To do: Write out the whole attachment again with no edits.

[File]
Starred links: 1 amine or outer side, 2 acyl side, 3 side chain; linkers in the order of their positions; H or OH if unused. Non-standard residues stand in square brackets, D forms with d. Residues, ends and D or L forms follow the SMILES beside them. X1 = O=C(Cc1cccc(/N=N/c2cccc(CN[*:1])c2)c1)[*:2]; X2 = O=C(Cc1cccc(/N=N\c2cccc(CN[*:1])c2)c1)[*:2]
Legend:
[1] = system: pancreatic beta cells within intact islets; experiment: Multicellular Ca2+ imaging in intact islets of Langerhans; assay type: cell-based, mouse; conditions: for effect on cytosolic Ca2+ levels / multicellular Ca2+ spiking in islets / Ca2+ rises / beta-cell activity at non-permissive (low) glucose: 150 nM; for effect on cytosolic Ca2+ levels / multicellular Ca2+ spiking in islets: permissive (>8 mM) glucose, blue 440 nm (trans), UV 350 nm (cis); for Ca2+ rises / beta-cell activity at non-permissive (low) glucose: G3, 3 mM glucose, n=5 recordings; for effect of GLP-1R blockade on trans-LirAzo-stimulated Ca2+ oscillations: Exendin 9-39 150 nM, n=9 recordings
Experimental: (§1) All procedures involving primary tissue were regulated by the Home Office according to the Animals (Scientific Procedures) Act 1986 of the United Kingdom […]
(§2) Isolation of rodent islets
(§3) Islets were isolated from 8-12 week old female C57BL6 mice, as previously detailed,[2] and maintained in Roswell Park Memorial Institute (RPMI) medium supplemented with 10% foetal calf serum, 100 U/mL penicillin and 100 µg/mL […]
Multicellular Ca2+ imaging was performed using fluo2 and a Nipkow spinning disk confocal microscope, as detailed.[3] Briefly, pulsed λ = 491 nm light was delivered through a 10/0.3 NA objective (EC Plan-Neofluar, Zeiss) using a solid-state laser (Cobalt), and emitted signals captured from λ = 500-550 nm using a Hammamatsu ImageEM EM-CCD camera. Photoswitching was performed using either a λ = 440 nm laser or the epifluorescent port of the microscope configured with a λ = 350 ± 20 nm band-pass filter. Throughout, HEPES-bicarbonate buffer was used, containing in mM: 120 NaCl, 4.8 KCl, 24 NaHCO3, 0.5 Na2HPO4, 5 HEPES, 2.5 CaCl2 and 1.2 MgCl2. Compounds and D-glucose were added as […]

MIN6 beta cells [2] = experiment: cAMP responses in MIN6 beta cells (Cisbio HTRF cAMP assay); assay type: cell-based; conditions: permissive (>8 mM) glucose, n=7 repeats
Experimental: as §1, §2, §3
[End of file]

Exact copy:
Starred links: 1 amine or outer side, 2 acyl side, 3 side chain; linkers in the order of their positions; H or OH if unused. Non-standard residues stand in square brackets, D forms with d. Residues, ends and D or L forms follow the SMILES beside them. X1 = O=C(Cc1cccc(/N=N/c2cccc(CN[*:1])c2)c1)[*:2]; X2 = O=C(Cc1cccc(/N=N\c2cccc(CN[*:1])c2)c1)[*:2]
Legend:
[1] = system: pancreatic beta cells within intact islets; experiment: Multicellular Ca2+ imaging in intact islets of Langerhans; assay type: cell-based, mouse; conditions: for effect on cytosolic Ca2+ levels / multicellular Ca2+ spiking in islets / Ca2+ rises / beta-cell activity at non-permissive (low) glucose: 150 nM; for effect on cytosolic Ca2+ levels / multicellular Ca2+ spiking in islets: permissive (>8 mM) glucose, blue 440 nm (trans), UV 350 nm (cis); for Ca2+ rises / beta-cell activity at non-permissive (low) glucose: G3, 3 mM glucose, n=5 recordings; for effect of GLP-1R blockade on trans-LirAzo-stimulated Ca2+ oscillations: Exendin 9-39 150 nM, n=9 recordings
Experimental: (§1) All procedures involving primary tissue were regulated by the Home Office according to the Animals (Scientific Procedures) Act 1986 of the United Kingdom […]
(§2) Isolation of rodent islets
(§3) Islets were isolated from 8-12 week old female C57BL6 mice, as previously detailed,[2] and maintained in Roswell Park Memorial Institute (RPMI) medium supplemented with 10% foetal calf serum, 100 U/mL penicillin and 100 µg/mL […]
Multicellular Ca2+ imaging was performed using fluo2 and a Nipkow spinning disk confocal microscope, as detailed.[3] Briefly, pulsed λ = 491 nm light was delivered through a 10/0.3 NA objective (EC Plan-Neofluar, Zeiss) using a solid-state laser (Cobalt), and emitted signals captured from λ = 500-550 nm using a Hammamatsu ImageEM EM-CCD camera. Photoswitching was performed using either a λ = 440 nm laser or the epifluorescent port of the microscope configured with a λ = 350 ± 20 nm band-pass filter. Throughout, HEPES-bicarbonate buffer was used, containing in mM: 120 NaCl, 4.8 KCl, 24 NaHCO3, 0.5 Na2HPO4, 5 HEPES, 2.5 CaCl2 and 1.2 MgCl2. Compounds and D-glucose were added as […]

MIN6 beta cells [2] = experiment: cAMP responses in MIN6 beta cells (Cisbio HTRF cAMP assay); assay type: cell-based; conditions: permissive (>8 mM) glucose, n=7 repeats
Experimental: as §1, §2, §3